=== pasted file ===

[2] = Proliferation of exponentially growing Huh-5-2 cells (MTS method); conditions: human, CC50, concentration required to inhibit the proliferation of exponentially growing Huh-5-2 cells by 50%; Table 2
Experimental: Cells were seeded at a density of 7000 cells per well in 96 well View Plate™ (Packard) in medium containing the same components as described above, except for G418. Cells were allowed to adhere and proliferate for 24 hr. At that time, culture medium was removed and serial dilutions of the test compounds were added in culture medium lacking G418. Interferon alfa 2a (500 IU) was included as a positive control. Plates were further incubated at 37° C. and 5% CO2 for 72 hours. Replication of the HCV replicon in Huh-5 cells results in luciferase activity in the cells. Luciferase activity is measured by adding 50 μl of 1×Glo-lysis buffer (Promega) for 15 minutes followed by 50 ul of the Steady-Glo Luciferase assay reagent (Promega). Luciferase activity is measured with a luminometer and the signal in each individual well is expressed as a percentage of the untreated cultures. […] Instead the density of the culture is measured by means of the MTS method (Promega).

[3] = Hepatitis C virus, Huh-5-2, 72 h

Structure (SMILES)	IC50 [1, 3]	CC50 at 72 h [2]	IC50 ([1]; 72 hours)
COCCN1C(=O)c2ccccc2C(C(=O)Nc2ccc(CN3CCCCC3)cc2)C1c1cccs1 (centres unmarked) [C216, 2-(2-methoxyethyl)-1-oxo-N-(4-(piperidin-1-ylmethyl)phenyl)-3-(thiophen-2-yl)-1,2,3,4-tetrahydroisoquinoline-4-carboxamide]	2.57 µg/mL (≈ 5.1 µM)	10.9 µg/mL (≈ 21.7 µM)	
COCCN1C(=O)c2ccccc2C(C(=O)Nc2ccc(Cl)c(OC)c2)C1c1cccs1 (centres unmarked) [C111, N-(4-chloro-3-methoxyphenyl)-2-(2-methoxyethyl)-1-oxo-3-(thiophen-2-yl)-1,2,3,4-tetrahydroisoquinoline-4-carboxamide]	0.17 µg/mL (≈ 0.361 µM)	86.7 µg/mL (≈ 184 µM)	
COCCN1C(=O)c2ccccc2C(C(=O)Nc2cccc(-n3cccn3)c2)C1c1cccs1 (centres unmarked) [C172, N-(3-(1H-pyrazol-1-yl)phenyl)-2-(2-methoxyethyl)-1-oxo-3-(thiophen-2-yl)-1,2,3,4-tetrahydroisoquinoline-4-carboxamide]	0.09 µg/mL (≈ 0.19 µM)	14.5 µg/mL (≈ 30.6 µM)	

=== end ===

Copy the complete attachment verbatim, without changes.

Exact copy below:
[2] = Proliferation of exponentially growing Huh-5-2 cells (MTS method); conditions: human, CC50, concentration required to inhibit the proliferation of exponentially growing Huh-5-2 cells by 50%; Table 2
Experimental: Cells were seeded at a density of 7000 cells per well in 96 well View Plate™ (Packard) in medium containing the same components as described above, except for G418. Cells were allowed to adhere and proliferate for 24 hr. At that time, culture medium was removed and serial dilutions of the test compounds were added in culture medium lacking G418. Interferon alfa 2a (500 IU) was included as a positive control. Plates were further incubated at 37° C. and 5% CO2 for 72 hours. Replication of the HCV replicon in Huh-5 cells results in luciferase activity in the cells. Luciferase activity is measured by adding 50 μl of 1×Glo-lysis buffer (Promega) for 15 minutes followed by 50 ul of the Steady-Glo Luciferase assay reagent (Promega). Luciferase activity is measured with a luminometer and the signal in each individual well is expressed as a percentage of the untreated cultures. […] Instead the density of the culture is measured by means of the MTS method (Promega).

[3] = Hepatitis C virus, Huh-5-2, 72 h

Structure (SMILES)	IC50 [1, 3]	CC50 at 72 h [2]	IC50 ([1]; 72 hours)
COCCN1C(=O)c2ccccc2C(C(=O)Nc2ccc(CN3CCCCC3)cc2)C1c1cccs1 (centres unmarked) [C216, 2-(2-methoxyethyl)-1-oxo-N-(4-(piperidin-1-ylmethyl)phenyl)-3-(thiophen-2-yl)-1,2,3,4-tetrahydroisoquinoline-4-carboxamide]	2.57 µg/mL (≈ 5.1 µM)	10.9 µg/mL (≈ 21.7 µM)	
COCCN1C(=O)c2ccccc2C(C(=O)Nc2ccc(Cl)c(OC)c2)C1c1cccs1 (centres unmarked) [C111, N-(4-chloro-3-methoxyphenyl)-2-(2-methoxyethyl)-1-oxo-3-(thiophen-2-yl)-1,2,3,4-tetrahydroisoquinoline-4-carboxamide]	0.17 µg/mL (≈ 0.361 µM)	86.7 µg/mL (≈ 184 µM)	
COCCN1C(=O)c2ccccc2C(C(=O)Nc2cccc(-n3cccn3)c2)C1c1cccs1 (centres unmarked) [C172, N-(3-(1H-pyrazol-1-yl)phenyl)-2-(2-methoxyethyl)-1-oxo-3-(thiophen-2-yl)-1,2,3,4-tetrahydroisoquinoline-4-carboxamide]	0.09 µg/mL (≈ 0.19 µM)	14.5 µg/mL (≈ 30.6 µM)	